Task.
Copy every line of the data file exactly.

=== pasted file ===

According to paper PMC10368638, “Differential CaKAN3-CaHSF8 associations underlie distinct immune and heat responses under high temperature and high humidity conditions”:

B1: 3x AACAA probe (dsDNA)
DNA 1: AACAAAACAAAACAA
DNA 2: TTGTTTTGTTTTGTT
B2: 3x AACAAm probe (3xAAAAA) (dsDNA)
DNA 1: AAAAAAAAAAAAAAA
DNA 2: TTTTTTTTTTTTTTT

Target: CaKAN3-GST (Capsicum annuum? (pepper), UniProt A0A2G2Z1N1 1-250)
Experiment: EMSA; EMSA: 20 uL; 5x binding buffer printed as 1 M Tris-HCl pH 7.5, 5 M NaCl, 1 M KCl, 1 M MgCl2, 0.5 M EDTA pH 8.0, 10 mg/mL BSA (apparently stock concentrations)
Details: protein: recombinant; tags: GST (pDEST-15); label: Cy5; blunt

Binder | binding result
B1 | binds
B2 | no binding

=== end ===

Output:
According to paper PMC10368638, “Differential CaKAN3-CaHSF8 associations underlie distinct immune and heat responses under high temperature and high humidity conditions”:

B1: 3x AACAA probe (dsDNA)
DNA 1: AACAAAACAAAACAA
DNA 2: TTGTTTTGTTTTGTT
B2: 3x AACAAm probe (3xAAAAA) (dsDNA)
DNA 1: AAAAAAAAAAAAAAA
DNA 2: TTTTTTTTTTTTTTT

Target: CaKAN3-GST (Capsicum annuum? (pepper), UniProt A0A2G2Z1N1 1-250)
Experiment: EMSA; EMSA: 20 uL; 5x binding buffer printed as 1 M Tris-HCl pH 7.5, 5 M NaCl, 1 M KCl, 1 M MgCl2, 0.5 M EDTA pH 8.0, 10 mg/mL BSA (apparently stock concentrations)
Details: protein: recombinant; tags: GST (pDEST-15); label: Cy5; blunt

Binder | binding result
B1 | binds
B2 | no binding